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Why do so many misunderstand how to fund Social Security?

On Behalf of | Jun 24, 2013 | Social Security Disability

There are many complex elements about Social Security, such as completing a successful application for Social Security disability insurance (SSDI) benefits, that we are always a little bit disappointed when we read article about Social Security and its funding issues and they misunderstand fairly simple concepts. The annual release by the trustees of the Social Security trust fund is often an occasion for these “misunderstandings” to come to the fore.

For the last few decades it seems, every year, when these reports are released, we see the same tired articles discussing how Social Security won’t survive and most workers today will never benefit from the money they have paid into the system. Because the current funding levels are set so more money goes out than comes in, the trust funds will be exhausted, for SSDI, 2016 and 2033 for old-age and survivors insurance (OASI).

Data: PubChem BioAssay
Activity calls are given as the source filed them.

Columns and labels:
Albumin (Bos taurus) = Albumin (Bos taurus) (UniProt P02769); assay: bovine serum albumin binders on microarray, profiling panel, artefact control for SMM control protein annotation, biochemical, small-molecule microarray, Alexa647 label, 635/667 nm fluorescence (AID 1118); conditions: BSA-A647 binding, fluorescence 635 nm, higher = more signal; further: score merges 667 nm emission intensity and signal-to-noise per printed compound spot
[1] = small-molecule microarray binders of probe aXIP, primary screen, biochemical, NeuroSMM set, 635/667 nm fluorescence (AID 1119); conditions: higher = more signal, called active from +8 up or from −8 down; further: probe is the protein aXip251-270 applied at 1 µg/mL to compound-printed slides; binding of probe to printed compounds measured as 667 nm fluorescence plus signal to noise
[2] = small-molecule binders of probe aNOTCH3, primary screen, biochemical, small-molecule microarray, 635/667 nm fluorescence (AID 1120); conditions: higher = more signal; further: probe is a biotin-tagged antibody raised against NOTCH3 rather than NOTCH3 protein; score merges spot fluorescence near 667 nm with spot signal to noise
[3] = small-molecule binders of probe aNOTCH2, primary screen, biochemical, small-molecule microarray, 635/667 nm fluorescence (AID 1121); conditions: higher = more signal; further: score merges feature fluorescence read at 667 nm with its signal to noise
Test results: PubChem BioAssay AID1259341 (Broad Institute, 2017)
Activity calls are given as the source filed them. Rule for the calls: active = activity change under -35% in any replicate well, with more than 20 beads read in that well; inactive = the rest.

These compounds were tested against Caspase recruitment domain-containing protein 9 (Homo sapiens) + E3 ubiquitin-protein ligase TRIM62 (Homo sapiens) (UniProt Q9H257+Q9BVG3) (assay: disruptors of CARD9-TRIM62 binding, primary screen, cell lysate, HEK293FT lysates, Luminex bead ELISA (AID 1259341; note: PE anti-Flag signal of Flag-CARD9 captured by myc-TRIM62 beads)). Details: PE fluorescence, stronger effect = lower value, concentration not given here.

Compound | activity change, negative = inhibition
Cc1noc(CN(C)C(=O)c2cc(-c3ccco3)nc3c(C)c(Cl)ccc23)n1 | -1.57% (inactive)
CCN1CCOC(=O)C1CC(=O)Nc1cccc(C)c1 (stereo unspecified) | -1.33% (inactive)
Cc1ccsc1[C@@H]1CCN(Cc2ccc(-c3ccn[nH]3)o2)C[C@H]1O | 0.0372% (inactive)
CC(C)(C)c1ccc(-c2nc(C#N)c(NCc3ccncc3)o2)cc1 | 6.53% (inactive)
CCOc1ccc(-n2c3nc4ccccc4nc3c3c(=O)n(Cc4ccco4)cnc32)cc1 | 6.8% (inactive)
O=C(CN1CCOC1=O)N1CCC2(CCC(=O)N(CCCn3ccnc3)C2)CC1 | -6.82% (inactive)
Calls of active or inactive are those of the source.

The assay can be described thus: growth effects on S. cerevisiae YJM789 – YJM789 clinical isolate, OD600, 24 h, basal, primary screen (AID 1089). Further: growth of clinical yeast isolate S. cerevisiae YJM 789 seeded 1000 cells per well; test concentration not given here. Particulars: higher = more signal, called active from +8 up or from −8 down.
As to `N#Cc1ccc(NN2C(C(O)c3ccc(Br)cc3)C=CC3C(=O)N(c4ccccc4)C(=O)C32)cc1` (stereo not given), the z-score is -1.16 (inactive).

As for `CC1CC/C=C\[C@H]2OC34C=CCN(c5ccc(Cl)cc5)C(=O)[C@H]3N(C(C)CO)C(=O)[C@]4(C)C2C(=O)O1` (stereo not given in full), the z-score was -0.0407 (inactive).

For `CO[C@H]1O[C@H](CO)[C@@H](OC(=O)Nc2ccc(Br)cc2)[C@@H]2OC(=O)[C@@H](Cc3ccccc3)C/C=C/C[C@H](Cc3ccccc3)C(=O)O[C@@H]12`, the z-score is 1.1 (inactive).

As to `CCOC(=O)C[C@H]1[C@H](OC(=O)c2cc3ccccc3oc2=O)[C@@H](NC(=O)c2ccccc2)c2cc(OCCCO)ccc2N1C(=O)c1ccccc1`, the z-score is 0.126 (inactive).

This does not mean Social Security vanishes, but instead, if Congress fails to act, would mean that the Social Security Administration (SSA) would need to reduce the payment of benefits by 23 percent. While this would be critical for many recipients, it is very different from zero, and this only happens if Congress does nothing.

SSDI benefits can be preserved by as reallocation of funds from the OASI trust, an action that has occurred before in the past to remedy just this type of situation. Congress could also raise the amount of tax paid into FICA.

If you have a really complex problem, like needing to apply for SSDI in Ohio, contact us and we can help with your application. For simple problems like the shortfall to the trust funds, write your congressional representative and tell them to fix the funding. 

Source: Rrstar.com, “Government can’t adequately project the needs of entitlement programs,” Ted Biondo, June 23, 2013